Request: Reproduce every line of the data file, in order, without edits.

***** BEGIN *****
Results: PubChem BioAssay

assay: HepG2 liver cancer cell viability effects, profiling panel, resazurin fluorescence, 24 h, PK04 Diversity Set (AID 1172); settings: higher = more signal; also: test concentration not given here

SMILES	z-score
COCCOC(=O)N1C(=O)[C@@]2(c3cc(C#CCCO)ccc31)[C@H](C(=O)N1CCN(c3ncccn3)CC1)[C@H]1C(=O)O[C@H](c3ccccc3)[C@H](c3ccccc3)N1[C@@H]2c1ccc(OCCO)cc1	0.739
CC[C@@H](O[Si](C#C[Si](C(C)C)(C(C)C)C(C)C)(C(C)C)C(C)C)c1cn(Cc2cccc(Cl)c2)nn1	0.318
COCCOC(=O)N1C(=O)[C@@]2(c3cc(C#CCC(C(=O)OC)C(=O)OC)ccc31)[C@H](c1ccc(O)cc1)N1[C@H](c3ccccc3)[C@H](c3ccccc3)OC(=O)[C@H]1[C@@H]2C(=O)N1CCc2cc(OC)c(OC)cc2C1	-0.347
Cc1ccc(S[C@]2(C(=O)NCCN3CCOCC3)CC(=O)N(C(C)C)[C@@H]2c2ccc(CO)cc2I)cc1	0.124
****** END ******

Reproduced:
Results: PubChem BioAssay

assay: HepG2 liver cancer cell viability effects, profiling panel, resazurin fluorescence, 24 h, PK04 Diversity Set (AID 1172); settings: higher = more signal; also: test concentration not given here

SMILES	z-score
COCCOC(=O)N1C(=O)[C@@]2(c3cc(C#CCCO)ccc31)[C@H](C(=O)N1CCN(c3ncccn3)CC1)[C@H]1C(=O)O[C@H](c3ccccc3)[C@H](c3ccccc3)N1[C@@H]2c1ccc(OCCO)cc1	0.739
CC[C@@H](O[Si](C#C[Si](C(C)C)(C(C)C)C(C)C)(C(C)C)C(C)C)c1cn(Cc2cccc(Cl)c2)nn1	0.318
COCCOC(=O)N1C(=O)[C@@]2(c3cc(C#CCC(C(=O)OC)C(=O)OC)ccc31)[C@H](c1ccc(O)cc1)N1[C@H](c3ccccc3)[C@H](c3ccccc3)OC(=O)[C@H]1[C@@H]2C(=O)N1CCc2cc(OC)c(OC)cc2C1	-0.347
Cc1ccc(S[C@]2(C(=O)NCCN3CCOCC3)CC(=O)N(C(C)C)[C@@H]2c2ccc(CO)cc2I)cc1	0.124